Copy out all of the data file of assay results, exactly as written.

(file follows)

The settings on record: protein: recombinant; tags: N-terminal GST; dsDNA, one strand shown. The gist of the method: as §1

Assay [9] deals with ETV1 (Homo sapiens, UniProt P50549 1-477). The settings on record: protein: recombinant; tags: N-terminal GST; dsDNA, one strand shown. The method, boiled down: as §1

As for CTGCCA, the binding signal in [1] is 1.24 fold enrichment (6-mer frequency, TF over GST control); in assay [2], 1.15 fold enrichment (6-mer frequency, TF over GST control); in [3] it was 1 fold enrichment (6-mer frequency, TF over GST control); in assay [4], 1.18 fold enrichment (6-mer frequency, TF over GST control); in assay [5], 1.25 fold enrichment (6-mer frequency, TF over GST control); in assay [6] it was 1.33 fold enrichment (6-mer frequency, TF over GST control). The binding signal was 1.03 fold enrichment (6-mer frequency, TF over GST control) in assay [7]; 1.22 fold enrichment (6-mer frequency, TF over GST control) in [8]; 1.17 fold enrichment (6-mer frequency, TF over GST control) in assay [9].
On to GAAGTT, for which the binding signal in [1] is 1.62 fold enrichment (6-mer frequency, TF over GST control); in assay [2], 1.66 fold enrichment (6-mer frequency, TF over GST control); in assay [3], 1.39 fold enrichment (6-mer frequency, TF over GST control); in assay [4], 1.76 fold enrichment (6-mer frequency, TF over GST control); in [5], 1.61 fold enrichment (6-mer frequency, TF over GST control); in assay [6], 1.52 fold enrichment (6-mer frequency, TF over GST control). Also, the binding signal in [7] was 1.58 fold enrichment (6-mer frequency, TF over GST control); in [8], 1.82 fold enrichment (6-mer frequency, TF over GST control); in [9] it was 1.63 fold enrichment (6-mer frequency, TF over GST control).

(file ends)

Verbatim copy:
The settings on record: protein: recombinant; tags: N-terminal GST; dsDNA, one strand shown. The gist of the method: as §1

Assay [9] deals with ETV1 (Homo sapiens, UniProt P50549 1-477). The settings on record: protein: recombinant; tags: N-terminal GST; dsDNA, one strand shown. The method, boiled down: as §1

As for CTGCCA, the binding signal in [1] is 1.24 fold enrichment (6-mer frequency, TF over GST control); in assay [2], 1.15 fold enrichment (6-mer frequency, TF over GST control); in [3] it was 1 fold enrichment (6-mer frequency, TF over GST control); in assay [4], 1.18 fold enrichment (6-mer frequency, TF over GST control); in assay [5], 1.25 fold enrichment (6-mer frequency, TF over GST control); in assay [6] it was 1.33 fold enrichment (6-mer frequency, TF over GST control). The binding signal was 1.03 fold enrichment (6-mer frequency, TF over GST control) in assay [7]; 1.22 fold enrichment (6-mer frequency, TF over GST control) in [8]; 1.17 fold enrichment (6-mer frequency, TF over GST control) in assay [9].
On to GAAGTT, for which the binding signal in [1] is 1.62 fold enrichment (6-mer frequency, TF over GST control); in assay [2], 1.66 fold enrichment (6-mer frequency, TF over GST control); in assay [3], 1.39 fold enrichment (6-mer frequency, TF over GST control); in assay [4], 1.76 fold enrichment (6-mer frequency, TF over GST control); in [5], 1.61 fold enrichment (6-mer frequency, TF over GST control); in assay [6], 1.52 fold enrichment (6-mer frequency, TF over GST control). Also, the binding signal in [7] was 1.58 fold enrichment (6-mer frequency, TF over GST control); in [8], 1.82 fold enrichment (6-mer frequency, TF over GST control); in [9] it was 1.63 fold enrichment (6-mer frequency, TF over GST control).